Arrow of time
Arrow of time

Go: methods, receivers and benchmarking

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One interesting feature of Go is how easy it is to write tests and microbenchmarks for it. In fact, tests …

One interesting feature of Go is how easy it is to write tests and microbenchmarks for it. In fact, tests and microbenchmarks roughly folow the same syntax.

Another interesting "feature" of Go is how it introduced subtleties in language which can be tarpits for beginners and those familiar with other languages. Take for example the Go equivalent of classes. There are no classical classes here, but a way of doing things which is similar to Rust and even JavaScript. First you declare a data structure:

type rect struct {
    width, height int
}

then you attach methods to it:

func (r *rect) area() int {
    return r.width * r.height
}

Note the *rect in the declaration above: it means we are attaching a function named area() which operates on a pointer to the rect structure. In C++, Java, Python and others, this happens by default, the implicit this (or explicit self in case of Python) is always a pointer. In Go, on the other hand, it's perfectly fine to write:

func (r rect) perim() int {
    return 2*r.width + 2*r.height
}

Here, we are attaching a function named perim() to the by-value data of type rect. (You can think of r in this and the above example something like an explicit self of Python. In Go, it is called a receiver). Now consider this: if r is passed-by-value, what happens behind the scenes?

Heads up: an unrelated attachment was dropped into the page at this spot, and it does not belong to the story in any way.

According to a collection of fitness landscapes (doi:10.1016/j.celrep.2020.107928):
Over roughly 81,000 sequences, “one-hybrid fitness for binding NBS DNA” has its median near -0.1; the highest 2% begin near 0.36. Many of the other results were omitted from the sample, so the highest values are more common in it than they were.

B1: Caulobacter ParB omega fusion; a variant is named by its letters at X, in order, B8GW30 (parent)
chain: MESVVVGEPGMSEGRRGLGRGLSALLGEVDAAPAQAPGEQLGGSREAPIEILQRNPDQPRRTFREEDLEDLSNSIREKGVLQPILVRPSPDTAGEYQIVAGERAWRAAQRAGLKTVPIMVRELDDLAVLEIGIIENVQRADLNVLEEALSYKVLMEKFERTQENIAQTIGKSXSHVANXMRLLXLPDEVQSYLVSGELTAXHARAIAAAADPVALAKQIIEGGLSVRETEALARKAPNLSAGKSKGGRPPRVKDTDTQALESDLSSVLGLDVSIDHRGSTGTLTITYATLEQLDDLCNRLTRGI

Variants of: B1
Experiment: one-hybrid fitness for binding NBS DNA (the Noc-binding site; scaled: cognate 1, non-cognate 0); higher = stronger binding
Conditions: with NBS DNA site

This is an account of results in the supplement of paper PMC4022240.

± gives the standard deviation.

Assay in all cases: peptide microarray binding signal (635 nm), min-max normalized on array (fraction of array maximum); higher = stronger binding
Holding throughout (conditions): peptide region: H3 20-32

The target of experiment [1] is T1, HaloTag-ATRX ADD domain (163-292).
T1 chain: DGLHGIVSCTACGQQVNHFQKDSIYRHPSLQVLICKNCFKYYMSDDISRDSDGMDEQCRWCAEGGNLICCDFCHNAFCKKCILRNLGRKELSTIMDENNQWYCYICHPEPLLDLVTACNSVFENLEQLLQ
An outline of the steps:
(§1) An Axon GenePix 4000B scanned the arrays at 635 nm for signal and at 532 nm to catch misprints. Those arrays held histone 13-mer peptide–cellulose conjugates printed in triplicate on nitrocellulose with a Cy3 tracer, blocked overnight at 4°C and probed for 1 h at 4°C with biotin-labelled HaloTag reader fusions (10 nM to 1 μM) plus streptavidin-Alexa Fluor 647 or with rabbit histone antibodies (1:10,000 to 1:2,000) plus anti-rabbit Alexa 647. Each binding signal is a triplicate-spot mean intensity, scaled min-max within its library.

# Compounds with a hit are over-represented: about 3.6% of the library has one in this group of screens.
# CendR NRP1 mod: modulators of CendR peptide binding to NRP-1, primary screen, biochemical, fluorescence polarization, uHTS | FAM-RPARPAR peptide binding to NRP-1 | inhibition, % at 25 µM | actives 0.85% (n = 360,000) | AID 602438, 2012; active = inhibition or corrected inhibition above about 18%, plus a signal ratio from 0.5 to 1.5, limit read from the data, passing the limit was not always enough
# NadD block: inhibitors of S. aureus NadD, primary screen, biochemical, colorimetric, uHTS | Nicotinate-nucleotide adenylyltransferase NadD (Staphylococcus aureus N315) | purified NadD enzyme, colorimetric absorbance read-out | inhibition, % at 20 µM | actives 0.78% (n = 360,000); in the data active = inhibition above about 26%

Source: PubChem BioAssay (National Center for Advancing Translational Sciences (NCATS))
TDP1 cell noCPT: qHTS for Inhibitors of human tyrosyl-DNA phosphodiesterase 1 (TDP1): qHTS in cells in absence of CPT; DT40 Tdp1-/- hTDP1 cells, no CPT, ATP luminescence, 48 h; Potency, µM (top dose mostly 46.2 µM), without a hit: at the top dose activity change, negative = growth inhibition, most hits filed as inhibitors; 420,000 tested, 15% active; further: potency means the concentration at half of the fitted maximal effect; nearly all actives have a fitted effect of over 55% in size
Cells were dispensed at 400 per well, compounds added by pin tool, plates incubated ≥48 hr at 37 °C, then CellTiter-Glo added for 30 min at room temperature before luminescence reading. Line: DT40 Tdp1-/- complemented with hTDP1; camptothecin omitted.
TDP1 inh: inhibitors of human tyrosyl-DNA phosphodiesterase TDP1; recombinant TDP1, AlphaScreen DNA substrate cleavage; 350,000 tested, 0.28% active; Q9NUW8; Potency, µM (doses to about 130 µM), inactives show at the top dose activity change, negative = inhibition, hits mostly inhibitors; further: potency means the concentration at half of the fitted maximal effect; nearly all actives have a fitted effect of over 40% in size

Yes, you guessed it, the whole struct is copied on each and every invocation of perim().

For complex structures, this could surely wreak havoc. Luckily, Go doesn't have real constructors, oveloaded operatores and other magic which might mean code is invoked on such copies. At the very least, this may introduce subtle performance problems. Take for example simple methods operating on a customized string:

type MyStr string

func (s MyStr) Test() {
        if s[0] == '-' {
                fmt.Println("eh?")
        }
}

func (s *MyStr) Test2() {
        if (*s)[0] == 'z' {
                fmt.Println("oh?")
        }
}

When calling the first method, the string will always be copied. When calling the second, a pointer is used. Note the somewhat ugly syntax (*s)[0] - I find Go doesn't shy away from inelegant syntax.

Anyway, data copies are additional operations the CPU has to perform, and as such can slow everything down. Just how much depends on the length of the string.

Assuming the above code (with MyStr) is saved in main.go, we can write another source file, main_test.go which will contain its tests and benchmarks:

package main

import (
        "testing"
)

func BenchmarkMyStr1(b *testing.B) {
        var a MyStr = "blah"
        for n := 0; n < b.N; n++ {
                a.Test()
        }
}

func BenchmarkMyStr2(b *testing.B) {
        var a MyStr = "klah"
        for n := 0; n < b.N; n++ {
                a.Test2()
        }
}

The tests can be run with:

go test -bench .

The results for the above case, with 4-byte strings are:

BenchmarkMyStr1 300000000                5.12 ns/op
BenchmarkMyStr2 300000000                5.02 ns/op

The conclusion: in this case, The difference of 0.1 ns is not that big. Modern CPUs are fast and I found that the strings need to contain at least 256 bytes before additional measurable difference can be observed. So, the copies themselves are not a huge deal for performance, unless the structures are big. The more probable reason for avoiding them is simple memory efficiency - less copying means less garbage scattered around in memory.


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